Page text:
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Re: SDB: What Again

  • Subject: Re: SDB: What Again
  • From: "J. Griffin Crump" <jgcrump@cox.net>
  • Date: Mon, 29 Jan 2007 23:14:44 -0500

Thanks, Lowell  --  That has to be an inspiration to others who are wondering if they should try hybridizing.  --  Griff
----- Original Message -----
Sent: Monday, January 29, 2007 9:46 PM
Subject: Re: [iris-photos] SDB: What Again

Griff asked:   but what motivated you to make that particular cross? ((Best Bet X What Again)  to obtain  'Midsummer Night's Dream')
Here's the story (as I wrote it for the Region 20 Newsletter):


There is one fact about 'Midsummer Night's Dream' that I think is truly amazing:  It was the first seedling of mine ever to bloom!

1992 was the first spring that irises bloomed in my new garden in Douglas County.  I had purchased rhizomes of some recommended new varieties and was intending to make my first attempts at hybridizing.  One of my early goals was to work with reblooming irises, and to this purpose I had obtained Schreiner's tall bearded 'Best Bet' and Ensminger's standard dwarf 'What Again', along with several others.

I duly made some SDB crosses in mid-May and was making TB crosses in early June when I was surprised by a very late bloomstalk on 'What Again'.  I applied pollen from 'What Again' on a blossom of 'Best Bet' with the idea of getting an intermediate rebloomer.  That cross led to a nice seedpod with about 20 fat seeds.

That first year of hybridizing was the only time I started my seeds indoors under lights.  Several baby plants from the Best Bet X What Again cross poked through the potting soil in January.  All my new seedlings seemed big enough to plant outside by April, and I guess they were, but they were not ready to cope with the bright sun and cold nights.  Consequently many of the new seedlings died, but there were about 10 survivors from the reblooming intermediate cross.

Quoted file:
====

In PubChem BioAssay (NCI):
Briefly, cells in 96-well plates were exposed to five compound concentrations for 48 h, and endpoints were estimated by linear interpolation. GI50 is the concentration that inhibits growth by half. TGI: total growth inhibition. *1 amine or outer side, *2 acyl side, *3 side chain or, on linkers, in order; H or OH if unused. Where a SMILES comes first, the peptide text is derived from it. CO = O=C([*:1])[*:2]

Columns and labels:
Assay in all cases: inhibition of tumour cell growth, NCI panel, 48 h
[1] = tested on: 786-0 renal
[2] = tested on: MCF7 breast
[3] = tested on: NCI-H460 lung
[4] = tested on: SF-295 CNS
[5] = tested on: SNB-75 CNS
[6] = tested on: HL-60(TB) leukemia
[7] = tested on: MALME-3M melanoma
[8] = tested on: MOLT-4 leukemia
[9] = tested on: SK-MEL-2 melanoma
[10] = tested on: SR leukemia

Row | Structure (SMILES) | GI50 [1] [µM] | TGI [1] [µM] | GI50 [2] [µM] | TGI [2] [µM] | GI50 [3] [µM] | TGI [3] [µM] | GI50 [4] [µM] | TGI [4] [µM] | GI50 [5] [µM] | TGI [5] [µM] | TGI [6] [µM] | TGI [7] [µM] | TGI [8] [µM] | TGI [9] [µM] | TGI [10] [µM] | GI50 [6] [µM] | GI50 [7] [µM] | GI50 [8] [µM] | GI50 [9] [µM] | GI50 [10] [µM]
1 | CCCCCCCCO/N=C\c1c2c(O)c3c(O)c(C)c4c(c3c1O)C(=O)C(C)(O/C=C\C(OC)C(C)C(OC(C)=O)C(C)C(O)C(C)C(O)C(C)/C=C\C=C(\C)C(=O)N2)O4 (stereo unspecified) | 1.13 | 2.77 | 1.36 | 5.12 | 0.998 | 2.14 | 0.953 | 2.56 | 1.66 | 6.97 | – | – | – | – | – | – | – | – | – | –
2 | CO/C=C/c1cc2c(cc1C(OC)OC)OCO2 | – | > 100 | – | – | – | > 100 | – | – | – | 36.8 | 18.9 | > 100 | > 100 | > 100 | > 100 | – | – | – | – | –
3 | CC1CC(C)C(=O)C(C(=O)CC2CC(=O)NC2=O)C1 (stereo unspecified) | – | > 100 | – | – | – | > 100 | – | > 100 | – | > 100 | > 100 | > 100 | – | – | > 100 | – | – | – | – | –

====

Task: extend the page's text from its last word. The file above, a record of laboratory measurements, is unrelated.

Throughout the summer of 1993 the new babies grew rapidly.  We must have had a mild autumn that year because I was very pleasantly surprised to find bloom stalks on two plants in October.  The weather continued to cooperate as I eagerly awaited the first bloom from a hybrid iris of my own.  When it finally opened, it was a smooth dark purple self.   Cold temperatures were predicted that night, so I cut the stalk and brought it inside.

Well?.  Over the next few years that seedling showed itself to be a dependable midsummer and autumn rebloomer here in Colorado.  As I learned more about irises I realized that the deep vibrant color, the lack of haft markings and the wide ruffled form were very positive attributes also. I sent rhizomes to iris growers all across the country and received a lot of positive feedback.  Eventually, in 1999, now named 'Midsummer Night's Dream', it became one of my first two iris introductions.

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